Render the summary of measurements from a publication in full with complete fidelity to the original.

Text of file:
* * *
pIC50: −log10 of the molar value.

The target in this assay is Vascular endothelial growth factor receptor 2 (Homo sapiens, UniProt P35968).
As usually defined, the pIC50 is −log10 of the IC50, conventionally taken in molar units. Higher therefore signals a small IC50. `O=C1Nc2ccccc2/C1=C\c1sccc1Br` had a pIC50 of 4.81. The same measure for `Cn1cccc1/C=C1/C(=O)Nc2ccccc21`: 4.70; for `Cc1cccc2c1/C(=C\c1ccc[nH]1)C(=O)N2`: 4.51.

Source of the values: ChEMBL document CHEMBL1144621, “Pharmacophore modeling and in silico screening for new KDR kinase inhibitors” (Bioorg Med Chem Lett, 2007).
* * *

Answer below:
pIC50: −log10 of the molar value.

The target in this assay is Vascular endothelial growth factor receptor 2 (Homo sapiens, UniProt P35968).
As usually defined, the pIC50 is −log10 of the IC50, conventionally taken in molar units. Higher therefore signals a small IC50. `O=C1Nc2ccccc2/C1=C\c1sccc1Br` had a pIC50 of 4.81. The same measure for `Cn1cccc1/C=C1/C(=O)Nc2ccccc21`: 4.70; for `Cc1cccc2c1/C(=C\c1ccc[nH]1)C(=O)N2`: 4.51.

Source of the values: ChEMBL document CHEMBL1144621, “Pharmacophore modeling and in silico screening for new KDR kinase inhibitors” (Bioorg Med Chem Lett, 2007).